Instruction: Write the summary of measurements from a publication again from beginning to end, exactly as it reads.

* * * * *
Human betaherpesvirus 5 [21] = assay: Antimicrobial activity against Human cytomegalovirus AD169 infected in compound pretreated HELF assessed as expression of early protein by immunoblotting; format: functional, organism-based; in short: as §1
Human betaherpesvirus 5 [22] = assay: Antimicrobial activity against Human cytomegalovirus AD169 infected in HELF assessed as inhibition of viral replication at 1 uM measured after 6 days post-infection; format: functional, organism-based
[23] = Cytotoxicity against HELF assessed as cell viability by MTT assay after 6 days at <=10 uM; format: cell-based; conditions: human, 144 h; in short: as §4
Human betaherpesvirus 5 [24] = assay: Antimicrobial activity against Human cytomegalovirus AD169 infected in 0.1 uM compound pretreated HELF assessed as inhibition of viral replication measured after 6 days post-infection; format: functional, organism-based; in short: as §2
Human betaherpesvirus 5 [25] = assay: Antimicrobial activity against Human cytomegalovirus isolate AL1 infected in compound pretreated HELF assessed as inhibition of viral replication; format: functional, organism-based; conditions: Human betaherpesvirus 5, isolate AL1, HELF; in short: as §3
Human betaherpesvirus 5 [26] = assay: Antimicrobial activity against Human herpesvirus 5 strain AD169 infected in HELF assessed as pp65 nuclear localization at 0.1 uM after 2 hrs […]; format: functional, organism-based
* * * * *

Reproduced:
Human betaherpesvirus 5 [21] = assay: Antimicrobial activity against Human cytomegalovirus AD169 infected in compound pretreated HELF assessed as expression of early protein by immunoblotting; format: functional, organism-based; in short: as §1
Human betaherpesvirus 5 [22] = assay: Antimicrobial activity against Human cytomegalovirus AD169 infected in HELF assessed as inhibition of viral replication at 1 uM measured after 6 days post-infection; format: functional, organism-based
[23] = Cytotoxicity against HELF assessed as cell viability by MTT assay after 6 days at <=10 uM; format: cell-based; conditions: human, 144 h; in short: as §4
Human betaherpesvirus 5 [24] = assay: Antimicrobial activity against Human cytomegalovirus AD169 infected in 0.1 uM compound pretreated HELF assessed as inhibition of viral replication measured after 6 days post-infection; format: functional, organism-based; in short: as §2
Human betaherpesvirus 5 [25] = assay: Antimicrobial activity against Human cytomegalovirus isolate AL1 infected in compound pretreated HELF assessed as inhibition of viral replication; format: functional, organism-based; conditions: Human betaherpesvirus 5, isolate AL1, HELF; in short: as §3
Human betaherpesvirus 5 [26] = assay: Antimicrobial activity against Human herpesvirus 5 strain AD169 infected in HELF assessed as pp65 nuclear localization at 0.1 uM after 2 hrs […]; format: functional, organism-based